By Ayala Ben-Yehuda
Longtime activist Loretta Napier has spent decades bringing together Bayside's diverse communities to find solutions to problems big and small.
On Friday, Napier will be rewarded for her work by the northeast Queens branch of the National Association for the Advancement of Colored People in a ceremony at Flushing's Sheraton LaGuardia East Hotel. Napier is set to receive the civil rights organization's Eleanor Pittman Award “for dedicated commitment to the community and for your efforts in the battle for civil rights,” according to a letter from Kenneth Cohen, head of the NAACP's northeast Queens branch.
Napier, 66, attended Martin Luther King, Jr.'s historic “I Have a Dream” speech in Washington, D.C. in 1963. She models her own activism after King's by looking for unity with her neighbors of all ethnic groups.
“I'm always raising the issue of civil rights and equality, not just for African Americans but for everybody,” said Napier, a lifelong Bayside resident.
The former social worker with the State Division for Youth surmised that her late father, who helped construct the Community Baptist Church in Bayside, had passed down his leadership skills to her.
“He wanted to solve everybody's problems, and that's probably where it came from,” said Napier of her own activism.
Napier, the third vice chairman of Community Board 11, also serves on the board of the East Bayside Homeowners' Association as well as on the board of the Bayside Historical Society. She is the social services representative at the Community Baptist Church and was recently named vice chairman of the community advisory council at New York Hospital Medical Center Queens in Flushing.
“My house is a paper factory right now,” said Napier. “I'm in a thousand organizations, and I love every one of them.”
Between meetings, she devotes time to her son Ray, 37, daughter Virginia, 45, and her grandchildren. Her daughter Aronda, 41, died of a lupus-like illness in 1998.
Of the countless family heirlooms and photos that line her house, a picture of a gregarious, smiling young boy stands out. It is Napier's grandson, Christopher Scott, 11, who was struck by a car and killed in August 2000 while riding his bike on the 46th Avenue crossing at the southbound Clearview Expressway service road.
“That hit me between the eyes,” said Napier of his death. She, her family and other civic leaders in Bayside fought hard for the installation of a traffic signal at the crossing, But the proposal was rejected by the city's Department of Transportation in December 2000, with the agency citing insufficient traffic at the intersection.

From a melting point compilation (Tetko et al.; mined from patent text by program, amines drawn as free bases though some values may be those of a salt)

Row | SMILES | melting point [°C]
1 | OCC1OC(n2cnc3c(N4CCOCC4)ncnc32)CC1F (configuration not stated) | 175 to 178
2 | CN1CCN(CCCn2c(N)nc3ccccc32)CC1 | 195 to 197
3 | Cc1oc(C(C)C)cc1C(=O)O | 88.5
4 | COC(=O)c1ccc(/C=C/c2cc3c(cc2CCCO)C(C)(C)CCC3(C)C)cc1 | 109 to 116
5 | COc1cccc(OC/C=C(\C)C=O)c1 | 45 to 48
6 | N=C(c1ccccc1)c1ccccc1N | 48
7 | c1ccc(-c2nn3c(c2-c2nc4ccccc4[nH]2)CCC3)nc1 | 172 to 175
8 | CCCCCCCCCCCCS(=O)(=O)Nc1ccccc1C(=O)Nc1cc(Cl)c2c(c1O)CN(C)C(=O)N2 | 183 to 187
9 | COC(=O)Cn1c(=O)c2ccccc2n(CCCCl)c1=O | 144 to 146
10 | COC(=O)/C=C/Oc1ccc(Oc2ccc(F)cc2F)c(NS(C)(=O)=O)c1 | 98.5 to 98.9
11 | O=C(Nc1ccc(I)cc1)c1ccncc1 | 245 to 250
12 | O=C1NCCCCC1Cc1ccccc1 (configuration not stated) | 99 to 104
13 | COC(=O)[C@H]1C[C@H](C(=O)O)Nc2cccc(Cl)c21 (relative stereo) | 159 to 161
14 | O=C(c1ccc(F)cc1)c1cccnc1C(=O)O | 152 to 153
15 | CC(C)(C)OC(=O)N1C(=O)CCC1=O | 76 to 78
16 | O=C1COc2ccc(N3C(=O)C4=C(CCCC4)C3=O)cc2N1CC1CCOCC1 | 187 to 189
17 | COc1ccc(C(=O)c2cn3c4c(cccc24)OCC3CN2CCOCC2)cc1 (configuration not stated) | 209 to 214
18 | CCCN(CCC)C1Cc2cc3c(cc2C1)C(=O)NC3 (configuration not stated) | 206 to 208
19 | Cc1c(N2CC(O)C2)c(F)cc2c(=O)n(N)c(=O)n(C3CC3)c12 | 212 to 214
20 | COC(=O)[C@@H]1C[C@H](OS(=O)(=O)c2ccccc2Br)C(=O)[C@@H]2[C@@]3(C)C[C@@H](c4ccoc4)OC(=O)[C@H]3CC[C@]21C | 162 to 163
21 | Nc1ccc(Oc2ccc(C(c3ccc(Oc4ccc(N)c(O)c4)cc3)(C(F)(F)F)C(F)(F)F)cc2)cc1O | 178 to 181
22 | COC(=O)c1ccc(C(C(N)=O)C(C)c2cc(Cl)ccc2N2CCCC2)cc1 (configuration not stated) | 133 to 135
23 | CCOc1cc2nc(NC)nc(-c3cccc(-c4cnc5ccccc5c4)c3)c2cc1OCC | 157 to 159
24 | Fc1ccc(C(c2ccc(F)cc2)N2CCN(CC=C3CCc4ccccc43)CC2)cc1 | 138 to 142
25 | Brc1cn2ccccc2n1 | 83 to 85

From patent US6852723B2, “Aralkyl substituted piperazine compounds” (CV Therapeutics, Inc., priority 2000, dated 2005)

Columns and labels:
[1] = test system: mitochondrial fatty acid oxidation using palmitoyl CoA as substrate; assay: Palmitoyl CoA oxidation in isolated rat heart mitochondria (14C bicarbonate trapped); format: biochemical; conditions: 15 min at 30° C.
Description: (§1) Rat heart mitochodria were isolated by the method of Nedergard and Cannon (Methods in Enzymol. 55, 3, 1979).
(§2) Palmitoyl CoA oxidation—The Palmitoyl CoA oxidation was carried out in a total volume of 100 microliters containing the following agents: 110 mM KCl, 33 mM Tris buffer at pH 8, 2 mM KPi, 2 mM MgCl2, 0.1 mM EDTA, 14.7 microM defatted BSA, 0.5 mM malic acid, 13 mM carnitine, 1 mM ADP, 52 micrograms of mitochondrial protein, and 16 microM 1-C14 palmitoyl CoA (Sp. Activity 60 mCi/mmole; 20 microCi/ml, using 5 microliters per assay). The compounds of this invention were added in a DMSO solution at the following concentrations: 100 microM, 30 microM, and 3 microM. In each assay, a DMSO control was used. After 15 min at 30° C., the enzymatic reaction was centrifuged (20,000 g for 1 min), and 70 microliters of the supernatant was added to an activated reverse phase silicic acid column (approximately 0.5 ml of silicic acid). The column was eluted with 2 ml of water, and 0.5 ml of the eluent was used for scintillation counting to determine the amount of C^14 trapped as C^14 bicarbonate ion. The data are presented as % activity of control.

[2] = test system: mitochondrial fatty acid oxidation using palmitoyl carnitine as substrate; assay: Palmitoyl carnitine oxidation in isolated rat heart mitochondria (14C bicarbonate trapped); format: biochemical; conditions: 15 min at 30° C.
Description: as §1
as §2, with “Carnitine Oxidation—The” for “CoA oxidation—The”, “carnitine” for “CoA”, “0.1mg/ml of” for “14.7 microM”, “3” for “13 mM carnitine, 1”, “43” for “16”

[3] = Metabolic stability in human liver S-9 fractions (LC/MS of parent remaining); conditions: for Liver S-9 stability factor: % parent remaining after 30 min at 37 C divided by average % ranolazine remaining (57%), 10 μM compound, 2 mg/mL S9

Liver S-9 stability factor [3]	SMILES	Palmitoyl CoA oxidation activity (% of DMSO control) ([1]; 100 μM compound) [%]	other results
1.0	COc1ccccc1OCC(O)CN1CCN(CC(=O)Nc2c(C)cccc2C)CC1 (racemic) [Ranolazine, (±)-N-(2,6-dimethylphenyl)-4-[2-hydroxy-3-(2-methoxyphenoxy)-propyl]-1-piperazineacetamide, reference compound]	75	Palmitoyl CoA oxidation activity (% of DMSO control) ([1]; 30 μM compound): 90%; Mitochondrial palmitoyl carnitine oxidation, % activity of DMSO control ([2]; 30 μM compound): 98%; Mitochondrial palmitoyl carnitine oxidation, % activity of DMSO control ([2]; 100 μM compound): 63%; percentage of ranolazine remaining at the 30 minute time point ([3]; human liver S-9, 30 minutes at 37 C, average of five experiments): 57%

“It smacks of racism,” said Napier of the lack of a traffic signal in a neighborhood with a larger black population than the rest of the community, given that there is a traffic device farther north on the Clearview service road.
“I believe the DOT is not doing what it should be doing to help the community,” she said.
Napier helped conduct interviews for the “Bayside Was a Wilderness Then…Voices From the Black Community” exhibit at the Bayside Historical Society, an oral history project documenting the experiences of Bayside's black population over the twentieth century.
“I'm gung-ho on making certain that their names and records are maintained for life,” said Napier, who noted that Bayside's black population is dwindling due to the high cost of living in the area.
Napier wants to document the lives of successful blacks who grew up in Bayside for a historical society project called “The Generations Continue.”
She looked fondly on her childhood in what she called the “little UN” of Bayside, where her mother made matzo ball soup and where Napier still receives hugs from her Greek hairdresser and baked ziti from an Italian woman down the street.
“Dialogue is the most available and meaningful way to understand one another,” said Napier.
Reach reporter Ayala Ben-Yehuda by e-mail at Timesledger@aol.com or call 718-229-0300, Ext. 146.